In his updated statement Lieutenant Commander Christensen insisted that the Defense Department “has never and will never single out a particular religious group for persecution or prosecution. The Department makes reasonable accommodations for all religions and celebrates the religious diversity of our service members.” He added that “when religious harassment complaints are reported, commanders take action based on the gravity of the occurrence on a case by case basis.” He did not elaborate on the actions that might be taken, but the previous Defense Department statement seemed to indicate that penalties could range from non-judicial punishment to a full court-martial.

In an e-mail Christensen explained that the Defense Department would work “to ensure that all service members are free to exercise their constitutional right to practice their religion — in a manner that is respectful of other individuals’ rights to follow their own belief systems; and in ways that are conducive to good order and discipline; and that do not detract from accomplishing the military mission.”


Australia: Monash University 'sexist' cupcakes furore

This is an established way of  highlighting official discrimination but all the evidence shows that, other things being equal, there is NO discrimination against women in the workforce

MONASH University students are in a social media frenzy about a "sexist" campaign where men were charged 20c more than women for a cupcake.

The Student Association’s Women’s Department sold the cupcakes as part of a campaign to highlight gender wage differences.

The cakes were $1 for men, 80c for women and 60c for transgender students.

A Facebook post calling the stall sexist has received nearly 1500 likes and attracted more than 900 comments on the invite-only Monash StalkerSpace Facebook page.

Tess Gian posted: “to the ‘Women’s’ stand on clayton campus selling cupcakes … that is not feminism. that’s sexism. You want to demand equality? It goes both ways.”

A Monash Student Association public affairs officer, who did not want to be named, said the stall aimed to “raise awareness of the gender pay gaps” that exist in the workplace. It was not sexist but “positive discrimination”.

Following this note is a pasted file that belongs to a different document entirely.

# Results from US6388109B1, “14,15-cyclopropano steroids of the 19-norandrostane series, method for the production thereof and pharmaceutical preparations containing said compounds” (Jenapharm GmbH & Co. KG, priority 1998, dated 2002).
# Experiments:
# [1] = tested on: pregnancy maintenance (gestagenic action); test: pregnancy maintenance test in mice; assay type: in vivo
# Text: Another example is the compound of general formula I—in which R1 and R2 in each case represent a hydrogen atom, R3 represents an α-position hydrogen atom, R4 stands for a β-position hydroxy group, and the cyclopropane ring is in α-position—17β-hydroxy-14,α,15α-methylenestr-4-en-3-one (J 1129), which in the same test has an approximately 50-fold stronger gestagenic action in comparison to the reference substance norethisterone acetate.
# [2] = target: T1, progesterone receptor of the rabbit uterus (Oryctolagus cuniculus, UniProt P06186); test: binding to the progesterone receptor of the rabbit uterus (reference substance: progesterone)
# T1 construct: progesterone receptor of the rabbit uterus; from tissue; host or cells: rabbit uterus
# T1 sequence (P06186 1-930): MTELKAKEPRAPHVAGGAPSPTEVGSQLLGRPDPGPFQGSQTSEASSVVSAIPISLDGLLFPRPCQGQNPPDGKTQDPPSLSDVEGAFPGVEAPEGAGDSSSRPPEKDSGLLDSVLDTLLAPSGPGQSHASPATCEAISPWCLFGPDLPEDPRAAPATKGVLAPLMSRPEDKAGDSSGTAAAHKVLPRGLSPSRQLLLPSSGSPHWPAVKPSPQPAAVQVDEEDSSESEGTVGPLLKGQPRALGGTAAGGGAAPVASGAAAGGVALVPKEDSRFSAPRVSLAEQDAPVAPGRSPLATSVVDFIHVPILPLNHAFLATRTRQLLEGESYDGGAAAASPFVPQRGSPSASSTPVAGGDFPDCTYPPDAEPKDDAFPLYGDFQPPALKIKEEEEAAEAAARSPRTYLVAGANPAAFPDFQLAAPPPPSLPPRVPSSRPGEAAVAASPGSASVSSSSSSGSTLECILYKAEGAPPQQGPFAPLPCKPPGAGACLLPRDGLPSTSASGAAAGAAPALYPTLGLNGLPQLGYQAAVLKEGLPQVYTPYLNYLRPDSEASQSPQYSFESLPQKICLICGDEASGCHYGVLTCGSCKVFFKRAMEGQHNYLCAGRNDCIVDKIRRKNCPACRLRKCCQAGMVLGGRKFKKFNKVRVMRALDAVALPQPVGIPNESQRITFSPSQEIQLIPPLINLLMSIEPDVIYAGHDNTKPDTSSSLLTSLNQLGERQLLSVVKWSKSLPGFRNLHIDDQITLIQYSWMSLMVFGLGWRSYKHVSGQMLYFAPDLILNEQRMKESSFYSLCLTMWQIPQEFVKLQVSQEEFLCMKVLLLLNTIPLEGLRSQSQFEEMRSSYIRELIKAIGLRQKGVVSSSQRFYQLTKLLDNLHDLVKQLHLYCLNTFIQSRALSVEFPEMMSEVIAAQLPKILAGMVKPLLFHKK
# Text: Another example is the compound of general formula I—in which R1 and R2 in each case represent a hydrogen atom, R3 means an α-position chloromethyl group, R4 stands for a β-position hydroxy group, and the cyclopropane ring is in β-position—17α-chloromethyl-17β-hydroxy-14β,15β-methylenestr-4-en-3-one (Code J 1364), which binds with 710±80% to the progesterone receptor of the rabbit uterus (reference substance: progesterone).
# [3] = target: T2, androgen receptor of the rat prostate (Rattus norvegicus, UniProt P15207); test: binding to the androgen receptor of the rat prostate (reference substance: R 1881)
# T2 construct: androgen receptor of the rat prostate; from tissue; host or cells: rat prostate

Monash University law student Louisa Ashton, 21, was among those who stepped in to defend the campaign on Facebook.

Ms Ashton told Waverley Leader many of the angry students had missed the point.

“They were selling the cupcakes to reflect the exact pay differences in society,” she said.  “I think it was quite brilliant actually. It got people talking."

But Stefan Kotzamanis was one of many who slammed the idea.  “They honestly met in a group and thought having different prices based on sexes was a good idea?”

Rachel Archie Wall-e posted: “the best thing they could think of doing was baking? to promote women's rights? i don't want to inadvertently stereotype but their choice surprises me.”

More than 180 people "liked" her post.

The stall was held on the Menzies lawn at Monash and organised by the Monash Student Association’s Women’s Department for Blue Stockings Week, which celebrates women in higher education.



Political correctness is most pervasive in universities and colleges but I rarely report the  incidents concerned here as I have a separate blog for educational matters.

American "liberals" often deny being Leftists and say that they are very different from the Communist rulers of  other countries.  The only real difference, however, is how much power they have.  In America, their power is limited by democracy.  To see what they WOULD be like with more power, look at where they ARE already  very powerful: in America's educational system -- particularly in the universities and colleges.  They show there the same respect for free-speech and political diversity that Stalin did:  None.  So look to the colleges to see  what the whole country would be like if "liberals" had their way.  It would be a dictatorship.

For more postings from me, see TONGUE-TIED, GREENIE WATCH,   EDUCATION WATCH INTERNATIONAL, FOOD & HEALTH SKEPTIC, AUSTRALIAN POLITICSDISSECTING LEFTISM, IMMIGRATION WATCH INTERNATIONAL  and EYE ON BRITAIN (Note that EYE ON BRITAIN has regular posts on the reality of socialized medicine).   My Home Pages are here or   here or   here.  Email me (John Ray) here